Playing with tradition and making it resonate for today
- Rajika Puri
May 30, 2017
I have of late noticed how many well-trained (and 'thinking') dancers respond to members of a younger dance public's wish to see choreography that expresses concerns of 'today' (as opposed to that of classic varnams and padams of the 18th C works we all revere). Compositions belonging to margam ('path') will, I hope, always guide those learning the form as well as those who make their first forays into 'composition' (I hesitate to call all of what they do 'choreography'). Meanwhile, great dancers will continue to show us how that 'margam' looks to them, as they enter the journey and express its trajectory through the 21st C.
Once dancers are seasoned in solo shows that follow that 'path', I do laud their efforts to express 'who' and 'what' they are today. Their vision, concerns, and embrace of elements that are outside a tradition of over 200 years, express an energy that 'takes us forward', keeps the 'tradition' alive! Some dancers like Ghirija Jayarraj in her Shastram, and Shyamjith Kiran in his Mudivil Oru Aarmabam express the preoccupations of a current generation of dancers. Many 'play' with music not strictly 'traditional'.
Last weekend, at New York's exciting La Mama Moves festival (at which Astad Deboo performed his Eternal Embrace), Malini Srinivasan produced Remembering Pandit Ramesh Misra. Janaki Patrik, doyenne of Indian dance in New York, was her guest artist/choreographer. The programme featured recordings by the person being remembered: the sarangi maestro whom we lost this March. Samarth Nagarkar was composer and singer of the evening's major works.
The evening began with the elegant Janaki Patrik reading a thoughtful – and informative –remembrance of Pandit Ramesh Misra. Her description of how sarangi was learned - and the pain involved in the process, - was particularly poignant. As she sank to the ground, we heard a recitation by Pandit Misra himself of a Mirza Ghalib ‘sher’ that segued into a sung version by Mitali Bhawmik, which Janaki then expressed through gesture and abhinaya. Magic!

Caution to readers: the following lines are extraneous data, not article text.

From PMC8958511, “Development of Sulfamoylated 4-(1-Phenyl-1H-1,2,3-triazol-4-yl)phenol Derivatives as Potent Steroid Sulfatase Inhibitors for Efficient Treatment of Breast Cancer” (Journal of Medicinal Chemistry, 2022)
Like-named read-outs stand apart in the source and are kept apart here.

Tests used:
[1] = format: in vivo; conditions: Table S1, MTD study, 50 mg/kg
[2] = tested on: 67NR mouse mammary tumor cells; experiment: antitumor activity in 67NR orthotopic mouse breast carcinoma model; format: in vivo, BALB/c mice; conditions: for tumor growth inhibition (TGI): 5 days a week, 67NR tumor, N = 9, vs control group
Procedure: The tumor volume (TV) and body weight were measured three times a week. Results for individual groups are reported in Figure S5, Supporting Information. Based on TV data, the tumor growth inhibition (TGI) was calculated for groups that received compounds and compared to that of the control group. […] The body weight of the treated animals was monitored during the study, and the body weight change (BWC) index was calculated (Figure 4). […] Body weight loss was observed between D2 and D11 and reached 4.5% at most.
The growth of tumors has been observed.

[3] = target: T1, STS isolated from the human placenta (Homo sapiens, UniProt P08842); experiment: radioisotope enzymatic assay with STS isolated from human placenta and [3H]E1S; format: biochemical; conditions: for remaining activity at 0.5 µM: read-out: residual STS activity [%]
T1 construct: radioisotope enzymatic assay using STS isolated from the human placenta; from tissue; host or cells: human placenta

Then came Malini Srinivasan's part of the evening, she whom path-breaking opera director, Yuval Sharon (director, also of my Conversations with Shiva) featured above me in my show! In 2007, Yuval, with Israeli parents and steeped in western opera, immediately recognized her ability to express pure sringara. Malini is even more luminous today after she has become a mother. Her long solo set to a composition in Darbari will no doubt be enriched over time. Meanwhile she is to be commended for the innovative movements - and energy - with which she infuses the underlying text behind a wordless rendering of "Oh god, to whom can I express my heart's suffering?"
Photos: Rajika Puri
Similarly, her Niratata Dhang in Lalit - that shows us gopis entranced by Krishna dancing along the banks of the Yamuna – might, of course, benefit (as a colleague pointed out) from dancer arrangements that reference the many Gita Govinda we all know so well. I myself, however, had no difficulty seeing ‘his’ image as expressed in their eyes. For me, cliché became a palpably enjoyable reality.
All in all, a very satisfying evening - with promise of things yet to come.
Rajika Puri is a shishya of Sikkil Ramaswamy Pillai and of the Deba Prasad Gurukul of Odissi, now known after her participation in several theatre productions, and for her Sutradhari Natyam (Danced Storytelling), in which she narrates a text in English, and sings in Sanskrit, as she dances stories from myth.